American Showa, Inc. President Takeshi “Casey” Nagao is both a baseball fan and a blood donor. He supported both passions during his many years at the wheel of Showa’s power steering and suspension plants in Blanchester and Sunbury, OH. On Wednesday, March 20 Community Blood Center (CBC) offered both a “thank you” and a going-away present.
CBC Clinton Co. Rep. Mary Mink presented Showa with the CBC Lifesaving Ambassadors Club Silver Sponsor award for hosting multiple blood drives that average at least 90 percent of goal. “I know you’re a baseball fan too!” said Mary as she handed “Casey” a CBC – Dayton Dragons “Step Up to the Plate” baseball cap.
Both will serve as farewell gifts to Nagao, who leaves Saturday, March 24 to return home to Japan to take on a new administrative role with the company. A new president arrives to take over Showa American on March 26.
Nagao began making business trips to Ohio in the early 1990’s as Showa American in Blanchester merged with Sunbury Components near Columbus. Ohio has been home since 2007, and the Buckeye State has grown on him. “It is a comfortable life, a comfortable area,” he said as he talked about what he will miss. “It is so green and wide open.”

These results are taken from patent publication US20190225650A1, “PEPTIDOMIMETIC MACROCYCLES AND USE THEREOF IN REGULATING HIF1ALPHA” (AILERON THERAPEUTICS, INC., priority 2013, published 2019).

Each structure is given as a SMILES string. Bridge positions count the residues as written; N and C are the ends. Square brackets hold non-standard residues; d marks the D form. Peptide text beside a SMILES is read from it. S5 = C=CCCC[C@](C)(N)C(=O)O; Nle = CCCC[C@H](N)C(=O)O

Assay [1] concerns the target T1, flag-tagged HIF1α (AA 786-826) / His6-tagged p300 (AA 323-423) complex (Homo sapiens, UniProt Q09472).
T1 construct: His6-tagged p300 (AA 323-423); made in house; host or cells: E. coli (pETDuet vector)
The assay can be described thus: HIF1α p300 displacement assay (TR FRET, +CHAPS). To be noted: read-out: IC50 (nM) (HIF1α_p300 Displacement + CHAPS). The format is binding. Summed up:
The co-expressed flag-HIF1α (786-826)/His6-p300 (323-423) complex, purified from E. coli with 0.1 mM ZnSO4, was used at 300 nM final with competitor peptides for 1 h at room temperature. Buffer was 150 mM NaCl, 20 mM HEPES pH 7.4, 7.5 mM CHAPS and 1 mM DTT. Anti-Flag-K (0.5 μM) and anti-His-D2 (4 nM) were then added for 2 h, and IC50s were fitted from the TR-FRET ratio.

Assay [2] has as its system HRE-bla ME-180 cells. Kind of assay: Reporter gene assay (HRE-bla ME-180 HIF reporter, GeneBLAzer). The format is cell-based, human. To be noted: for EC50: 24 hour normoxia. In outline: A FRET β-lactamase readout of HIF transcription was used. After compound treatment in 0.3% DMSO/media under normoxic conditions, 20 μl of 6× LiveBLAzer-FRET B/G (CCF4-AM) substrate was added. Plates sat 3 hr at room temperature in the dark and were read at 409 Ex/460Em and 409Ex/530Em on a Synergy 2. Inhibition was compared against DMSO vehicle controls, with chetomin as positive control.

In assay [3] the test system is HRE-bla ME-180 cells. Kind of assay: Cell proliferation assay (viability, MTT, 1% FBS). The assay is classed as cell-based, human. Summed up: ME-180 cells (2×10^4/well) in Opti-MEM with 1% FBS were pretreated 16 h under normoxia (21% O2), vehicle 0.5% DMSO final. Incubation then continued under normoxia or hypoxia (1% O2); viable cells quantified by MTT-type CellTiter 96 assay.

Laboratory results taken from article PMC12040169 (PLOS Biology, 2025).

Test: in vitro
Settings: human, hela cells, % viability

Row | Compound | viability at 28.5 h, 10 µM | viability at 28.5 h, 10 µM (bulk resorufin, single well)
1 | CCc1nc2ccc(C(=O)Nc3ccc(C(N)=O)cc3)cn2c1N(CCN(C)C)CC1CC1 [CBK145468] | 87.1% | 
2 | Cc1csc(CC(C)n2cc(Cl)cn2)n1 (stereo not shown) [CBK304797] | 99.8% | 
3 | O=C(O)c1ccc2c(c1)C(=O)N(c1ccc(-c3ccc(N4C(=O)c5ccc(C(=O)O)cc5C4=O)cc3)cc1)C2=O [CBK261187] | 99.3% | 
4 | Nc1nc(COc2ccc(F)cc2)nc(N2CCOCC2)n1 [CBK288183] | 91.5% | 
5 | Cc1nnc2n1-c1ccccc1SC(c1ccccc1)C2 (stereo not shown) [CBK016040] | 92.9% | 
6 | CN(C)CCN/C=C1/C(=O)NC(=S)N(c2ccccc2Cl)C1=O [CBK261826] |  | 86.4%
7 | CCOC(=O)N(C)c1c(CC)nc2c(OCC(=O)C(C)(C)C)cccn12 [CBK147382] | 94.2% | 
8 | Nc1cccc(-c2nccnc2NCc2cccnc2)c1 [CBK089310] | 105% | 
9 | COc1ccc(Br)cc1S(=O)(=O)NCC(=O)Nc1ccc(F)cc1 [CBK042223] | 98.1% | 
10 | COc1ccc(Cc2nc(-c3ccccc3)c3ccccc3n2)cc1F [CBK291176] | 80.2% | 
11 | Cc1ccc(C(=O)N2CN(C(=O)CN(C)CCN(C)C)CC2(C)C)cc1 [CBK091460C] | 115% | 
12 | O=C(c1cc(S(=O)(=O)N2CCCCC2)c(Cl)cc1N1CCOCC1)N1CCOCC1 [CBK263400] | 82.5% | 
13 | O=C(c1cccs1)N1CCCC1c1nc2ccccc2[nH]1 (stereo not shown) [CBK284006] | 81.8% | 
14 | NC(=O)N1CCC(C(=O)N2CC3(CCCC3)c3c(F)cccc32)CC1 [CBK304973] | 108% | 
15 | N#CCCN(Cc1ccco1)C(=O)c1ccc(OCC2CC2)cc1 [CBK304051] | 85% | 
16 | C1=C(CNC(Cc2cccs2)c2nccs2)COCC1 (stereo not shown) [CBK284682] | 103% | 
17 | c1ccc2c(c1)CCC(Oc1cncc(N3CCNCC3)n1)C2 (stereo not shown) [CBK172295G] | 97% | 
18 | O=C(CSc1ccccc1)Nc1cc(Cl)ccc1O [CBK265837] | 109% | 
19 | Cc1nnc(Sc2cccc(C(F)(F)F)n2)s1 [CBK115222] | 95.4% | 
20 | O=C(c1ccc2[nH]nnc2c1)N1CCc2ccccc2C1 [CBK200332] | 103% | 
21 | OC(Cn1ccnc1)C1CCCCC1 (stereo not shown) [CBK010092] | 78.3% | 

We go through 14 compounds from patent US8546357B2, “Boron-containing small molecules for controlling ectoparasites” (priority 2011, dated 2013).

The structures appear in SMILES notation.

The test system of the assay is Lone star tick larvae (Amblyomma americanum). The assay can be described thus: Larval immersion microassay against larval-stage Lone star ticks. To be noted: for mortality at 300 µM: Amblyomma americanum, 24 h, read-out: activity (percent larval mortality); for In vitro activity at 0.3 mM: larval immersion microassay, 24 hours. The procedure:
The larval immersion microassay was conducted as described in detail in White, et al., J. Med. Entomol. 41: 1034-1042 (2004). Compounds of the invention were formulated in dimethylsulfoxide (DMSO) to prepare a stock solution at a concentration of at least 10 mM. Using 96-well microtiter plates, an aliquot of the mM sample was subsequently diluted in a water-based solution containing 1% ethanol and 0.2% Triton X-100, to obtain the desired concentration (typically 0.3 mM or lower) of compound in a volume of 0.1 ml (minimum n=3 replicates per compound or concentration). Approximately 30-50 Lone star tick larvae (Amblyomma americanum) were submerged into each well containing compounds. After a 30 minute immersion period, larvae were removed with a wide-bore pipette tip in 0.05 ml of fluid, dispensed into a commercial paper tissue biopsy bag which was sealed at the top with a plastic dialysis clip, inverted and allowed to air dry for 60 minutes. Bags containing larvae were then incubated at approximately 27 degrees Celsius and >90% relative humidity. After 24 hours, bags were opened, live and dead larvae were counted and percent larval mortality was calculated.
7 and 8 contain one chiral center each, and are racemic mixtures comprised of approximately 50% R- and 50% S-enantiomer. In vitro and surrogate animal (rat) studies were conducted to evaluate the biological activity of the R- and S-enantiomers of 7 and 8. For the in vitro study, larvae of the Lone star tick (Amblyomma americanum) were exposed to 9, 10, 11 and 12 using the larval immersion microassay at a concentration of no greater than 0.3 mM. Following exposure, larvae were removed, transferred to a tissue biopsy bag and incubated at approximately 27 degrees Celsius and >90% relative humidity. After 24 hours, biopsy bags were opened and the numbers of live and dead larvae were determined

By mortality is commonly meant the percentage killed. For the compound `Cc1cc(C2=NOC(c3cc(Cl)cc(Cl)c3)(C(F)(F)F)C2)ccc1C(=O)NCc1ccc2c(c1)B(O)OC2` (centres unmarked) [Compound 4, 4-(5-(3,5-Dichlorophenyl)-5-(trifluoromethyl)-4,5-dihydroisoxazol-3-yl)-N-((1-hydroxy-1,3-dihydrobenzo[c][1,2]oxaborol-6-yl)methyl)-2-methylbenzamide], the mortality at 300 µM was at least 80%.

“Wide open” is not exactly what he expects when he returns to Japan, and not just because his family lives in the busy metro area north of Tokyo. “My family (his wife, son and daughter) are still in Japan,” he said. “I will be joining them after nine years. I will be looking for space in my home!”
Though Nagao is known as “Casey” at the Blanchester plant, the nickname has nothing to do with the character “Casey at the Bat” from American baseball lore. “Takeshi” is pronounced “Ta-Casey.” It may seem like an informal way to address a company president, but as Showa Human Resources specialist Donna Lansing explains, it reflects a company philosophy.
“We are all part of a team,” she says. “No one is above the other. We all work together as a team.” That same sense of team work applies to Showa’s approach to supporting CBC blood drives. The company remained committed to its on-site blood drives, even after the Japan earthquake devastated the nation and slowed Japanese auto production to a crawl.
“It’s hard to get people off the line for 45 minutes,” says Lansing, who chairs the company blood drives, “They also have to rest a little while. But it saves three lives potentially. That’s why the company is always very supportive.”
“This is very good,” “Casey” Nagao agrees about blood drives generating the gift of life, then pulls his own CBC Blood Donor ID card from his wallet. Proof that as “Casey” prepares to return home to Japan he leaves behind his own life-saving, farewell gift.